FBI Richmond Recognizes Two Southwest Virginia Schools for Consistent Participation in Cyber Challenge During 2021-2022 School Year
FBI Richmond’s Special Agent in Charge, Stanley M. Meador, has personally congratulated the principals of Floyd Elementary School in Floyd, Virginia, and Linkhorne Middle School in Lynchburg, Virginia, for having teachers and students consistently participate in the FBI’s Safe Online Surfing (FBI-SOS) Internet Challenge during the 2021-2022 school year.
As children’s connectivity to the cyber-world increases, so does the inherent risk of them connecting with potential predators or bullies. To combat this the FBI developed this free, fun, bi-lingual, educational cyber challenge for students grades 3-8 to assist in the recognition of online dangers and appropriate responses to these threats to their safety. Curriculums include grade-specific material, scavenger hunts, games, and quizzes to encourage engagement, discussion, and preparedness.
Since the inception of the FBI-SOS program in 2012, FBI Richmond has endeavored to have Virginia educators incorporate this free program into existing curriculums. By working together, these collective resources and tools may help prevent a child’s victimization within the cyber realm. During the 2021-2022 academic year alone, over 1.5 million students and 18,622 schools across the country utilized this program; including 515 schools and 35,000+ students from the Commonwealth of Virginia. The FBI-SOS Challenge will reopen for the 2022-2023 school year in September, and we challenge more Virginia schools to participate and be recognized next year. To participate, a teacher or administrator of students grades 3-8 must register their school on the website.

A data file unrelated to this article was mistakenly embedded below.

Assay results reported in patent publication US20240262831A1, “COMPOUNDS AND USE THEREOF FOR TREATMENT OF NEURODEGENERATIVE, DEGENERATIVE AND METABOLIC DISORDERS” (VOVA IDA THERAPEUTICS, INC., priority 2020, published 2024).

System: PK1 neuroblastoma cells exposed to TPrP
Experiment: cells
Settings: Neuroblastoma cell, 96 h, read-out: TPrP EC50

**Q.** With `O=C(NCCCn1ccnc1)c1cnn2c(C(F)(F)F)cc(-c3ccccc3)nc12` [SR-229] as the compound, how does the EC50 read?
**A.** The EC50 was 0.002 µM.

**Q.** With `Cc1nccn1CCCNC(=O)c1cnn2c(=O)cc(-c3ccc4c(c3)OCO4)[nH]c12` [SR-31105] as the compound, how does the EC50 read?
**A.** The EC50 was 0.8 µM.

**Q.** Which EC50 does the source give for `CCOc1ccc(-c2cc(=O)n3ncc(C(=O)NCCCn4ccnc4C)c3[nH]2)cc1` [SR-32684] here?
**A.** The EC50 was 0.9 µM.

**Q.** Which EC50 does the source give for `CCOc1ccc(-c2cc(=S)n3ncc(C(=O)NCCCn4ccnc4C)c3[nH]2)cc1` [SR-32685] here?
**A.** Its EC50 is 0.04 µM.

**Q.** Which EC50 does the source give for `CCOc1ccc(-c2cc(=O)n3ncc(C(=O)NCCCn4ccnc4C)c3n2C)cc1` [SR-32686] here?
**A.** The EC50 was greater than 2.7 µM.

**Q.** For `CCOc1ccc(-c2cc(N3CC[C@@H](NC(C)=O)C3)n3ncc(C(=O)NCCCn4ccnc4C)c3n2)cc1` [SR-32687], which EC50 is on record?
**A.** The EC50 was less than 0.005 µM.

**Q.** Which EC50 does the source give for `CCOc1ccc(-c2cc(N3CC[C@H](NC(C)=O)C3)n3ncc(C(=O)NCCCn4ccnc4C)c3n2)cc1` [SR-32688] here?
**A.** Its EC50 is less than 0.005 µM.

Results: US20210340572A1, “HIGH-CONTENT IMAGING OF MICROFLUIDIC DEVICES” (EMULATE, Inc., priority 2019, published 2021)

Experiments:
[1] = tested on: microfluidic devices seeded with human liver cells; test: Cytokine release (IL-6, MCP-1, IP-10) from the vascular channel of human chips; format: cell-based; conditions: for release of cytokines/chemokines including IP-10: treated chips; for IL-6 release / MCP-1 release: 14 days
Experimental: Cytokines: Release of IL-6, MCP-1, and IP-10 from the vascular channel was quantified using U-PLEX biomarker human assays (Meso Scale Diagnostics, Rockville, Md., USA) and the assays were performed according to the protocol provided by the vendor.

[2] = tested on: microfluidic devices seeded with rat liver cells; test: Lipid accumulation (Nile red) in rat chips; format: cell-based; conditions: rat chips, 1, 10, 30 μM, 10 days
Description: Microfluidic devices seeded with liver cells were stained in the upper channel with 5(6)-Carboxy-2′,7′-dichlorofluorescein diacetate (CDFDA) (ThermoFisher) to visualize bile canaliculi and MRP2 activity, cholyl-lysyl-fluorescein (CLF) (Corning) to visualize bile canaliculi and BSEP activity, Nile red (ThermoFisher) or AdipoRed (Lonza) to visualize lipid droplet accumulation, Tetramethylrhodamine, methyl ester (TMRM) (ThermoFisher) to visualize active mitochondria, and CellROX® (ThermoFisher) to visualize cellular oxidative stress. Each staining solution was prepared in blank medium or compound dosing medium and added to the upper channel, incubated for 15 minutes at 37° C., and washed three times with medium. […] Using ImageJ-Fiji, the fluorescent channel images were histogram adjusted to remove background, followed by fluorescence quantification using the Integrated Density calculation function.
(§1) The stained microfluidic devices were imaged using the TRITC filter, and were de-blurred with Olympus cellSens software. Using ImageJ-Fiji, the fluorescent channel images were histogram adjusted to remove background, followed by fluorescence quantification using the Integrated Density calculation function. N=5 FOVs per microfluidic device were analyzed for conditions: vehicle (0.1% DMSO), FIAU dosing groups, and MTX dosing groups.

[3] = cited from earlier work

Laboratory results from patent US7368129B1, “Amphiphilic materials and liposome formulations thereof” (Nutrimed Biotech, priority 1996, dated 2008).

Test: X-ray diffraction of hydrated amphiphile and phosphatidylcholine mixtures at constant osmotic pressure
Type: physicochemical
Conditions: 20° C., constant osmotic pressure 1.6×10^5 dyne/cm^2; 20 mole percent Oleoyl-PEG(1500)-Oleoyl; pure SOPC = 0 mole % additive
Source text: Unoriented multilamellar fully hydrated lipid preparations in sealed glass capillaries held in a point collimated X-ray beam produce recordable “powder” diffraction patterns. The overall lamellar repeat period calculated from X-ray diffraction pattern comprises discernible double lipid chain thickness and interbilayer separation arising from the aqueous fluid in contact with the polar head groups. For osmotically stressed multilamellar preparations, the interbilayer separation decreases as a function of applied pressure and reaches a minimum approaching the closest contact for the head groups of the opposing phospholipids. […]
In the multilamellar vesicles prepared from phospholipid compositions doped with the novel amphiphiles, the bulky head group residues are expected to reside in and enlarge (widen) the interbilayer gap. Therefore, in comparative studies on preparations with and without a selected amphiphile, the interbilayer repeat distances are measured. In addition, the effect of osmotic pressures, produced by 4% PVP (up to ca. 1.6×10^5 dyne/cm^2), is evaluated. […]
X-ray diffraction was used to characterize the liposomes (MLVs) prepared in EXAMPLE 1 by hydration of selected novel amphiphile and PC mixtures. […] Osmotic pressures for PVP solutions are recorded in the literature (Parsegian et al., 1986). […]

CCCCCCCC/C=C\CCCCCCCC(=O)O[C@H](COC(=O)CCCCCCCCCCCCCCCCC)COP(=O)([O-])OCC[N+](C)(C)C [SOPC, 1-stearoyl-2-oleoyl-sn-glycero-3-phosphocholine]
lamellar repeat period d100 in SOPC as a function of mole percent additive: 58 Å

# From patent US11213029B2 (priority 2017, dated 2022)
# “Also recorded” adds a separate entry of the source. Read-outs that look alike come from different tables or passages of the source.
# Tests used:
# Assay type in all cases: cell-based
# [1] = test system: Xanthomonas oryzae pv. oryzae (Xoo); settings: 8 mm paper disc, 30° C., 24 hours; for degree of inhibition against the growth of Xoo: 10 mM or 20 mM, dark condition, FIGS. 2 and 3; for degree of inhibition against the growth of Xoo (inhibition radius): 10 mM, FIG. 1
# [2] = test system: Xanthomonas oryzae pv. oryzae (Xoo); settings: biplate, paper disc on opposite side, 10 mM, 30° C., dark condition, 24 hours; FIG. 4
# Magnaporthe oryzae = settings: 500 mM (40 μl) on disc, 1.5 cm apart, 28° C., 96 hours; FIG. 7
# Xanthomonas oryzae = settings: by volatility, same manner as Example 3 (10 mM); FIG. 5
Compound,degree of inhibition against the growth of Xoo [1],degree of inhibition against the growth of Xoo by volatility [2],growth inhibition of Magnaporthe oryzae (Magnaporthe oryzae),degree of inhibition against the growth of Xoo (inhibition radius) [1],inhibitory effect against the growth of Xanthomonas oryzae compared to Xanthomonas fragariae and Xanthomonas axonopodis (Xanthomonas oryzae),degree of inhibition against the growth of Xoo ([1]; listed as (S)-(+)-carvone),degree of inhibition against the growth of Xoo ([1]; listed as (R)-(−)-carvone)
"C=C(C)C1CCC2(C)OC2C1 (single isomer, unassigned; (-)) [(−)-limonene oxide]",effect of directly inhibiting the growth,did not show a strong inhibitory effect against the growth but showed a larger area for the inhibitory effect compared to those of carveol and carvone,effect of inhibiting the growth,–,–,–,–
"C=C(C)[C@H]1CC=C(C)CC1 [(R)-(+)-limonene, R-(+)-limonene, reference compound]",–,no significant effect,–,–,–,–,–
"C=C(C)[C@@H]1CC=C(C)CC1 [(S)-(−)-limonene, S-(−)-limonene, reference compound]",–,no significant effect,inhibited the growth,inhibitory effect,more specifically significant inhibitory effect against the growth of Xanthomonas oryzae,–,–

The FBI-SOS is sponsored by and managed by the FBI, is open to all public and private schools nationwide, and requires no downloads or installation.